September 2006: The UK version of Sport, a title first launched in France in 2003, hits the London streets. A free newsprint weekly aimed at ABC1 men, it is handed out at train and underground stations, gyms and sports clubs. The target market is males aged 20-45 and the planned print run is 350,000, extending in short order to more than 400,000. Although troubled waters are destined to lie ahead, it hits its early targets and wins the acclaim of advertisers.
September 2007: One year on - and another weekly freebie targets youngish upmarket men. ShortList, a general-interest lifestyle title, is handed out to 500,000 commuters in the major UK conurbations. In the first edition, the editorial director, Phil Hilton, announces that the title represents a "new direction in men's publishing". Within six months, it is able to boast, based on its ABC figure of 462,731, that it is the most widely read men's magazine in Britain.
March 2009: Bauer Consumer Media announces that Arena, the monthly men's magazine created in 1986 by Nick Logan, is to close. Its slightly elitist take on fashion and entertainment is reflected in its circulation - it had been selling less than 20,000 copies a month.
April 2009: In 2006, Dennis Publishing had launched Monkey, a laddish men's proposition available exclusively in online and mobile formats. Now it announces that it is closing the UK print edition of Maxim. Dennis had successfully built Maxim as an international franchise in the noughties (it had become the market leader in the US men's market) but its UK circulation is now a mere 45,951. The plan is to retain the UK Maxim brand only in the digital domain.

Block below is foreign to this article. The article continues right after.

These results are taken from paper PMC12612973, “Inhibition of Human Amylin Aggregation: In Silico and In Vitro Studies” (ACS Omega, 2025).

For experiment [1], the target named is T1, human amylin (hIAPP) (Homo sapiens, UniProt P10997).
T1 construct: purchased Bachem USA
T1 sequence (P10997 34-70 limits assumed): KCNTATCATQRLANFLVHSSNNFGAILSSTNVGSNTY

October 2010: Bauer publishes a "trial issue" of Gaz7etta, a men's fashion and news weekly overseen by a team from the women's weekly Grazia. Its publisher, Ella Dolphin, says the title, expected to launch formally in January, will be "much more newsy" than Grazia.
Fast forward ...
August 2011: Now Conde Nast admits it is working on a secret project, entitled GCHQ, that will extend the GQ men's lifestyle magazine franchise into the weekly market. It dismisses rumours that the new title will be targeted solely at mathematicians in the Cheltenham area - revealing instead that it will be an upmarket national title and seek to combine fashion and grooming titbits with a pithy news section similar to The Week.